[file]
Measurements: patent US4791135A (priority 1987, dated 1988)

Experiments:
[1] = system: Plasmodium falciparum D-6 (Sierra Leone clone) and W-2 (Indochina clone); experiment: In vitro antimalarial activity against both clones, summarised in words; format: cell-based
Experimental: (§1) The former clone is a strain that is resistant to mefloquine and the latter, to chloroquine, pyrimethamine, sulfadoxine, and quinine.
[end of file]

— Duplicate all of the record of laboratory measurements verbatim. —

Measurements: patent US4791135A (priority 1987, dated 1988)

Experiments:
[1] = system: Plasmodium falciparum D-6 (Sierra Leone clone) and W-2 (Indochina clone); experiment: In vitro antimalarial activity against both clones, summarised in words; format: cell-based
Experimental: (§1) The former clone is a strain that is resistant to mefloquine and the latter, to chloroquine, pyrimethamine, sulfadoxine, and quinine.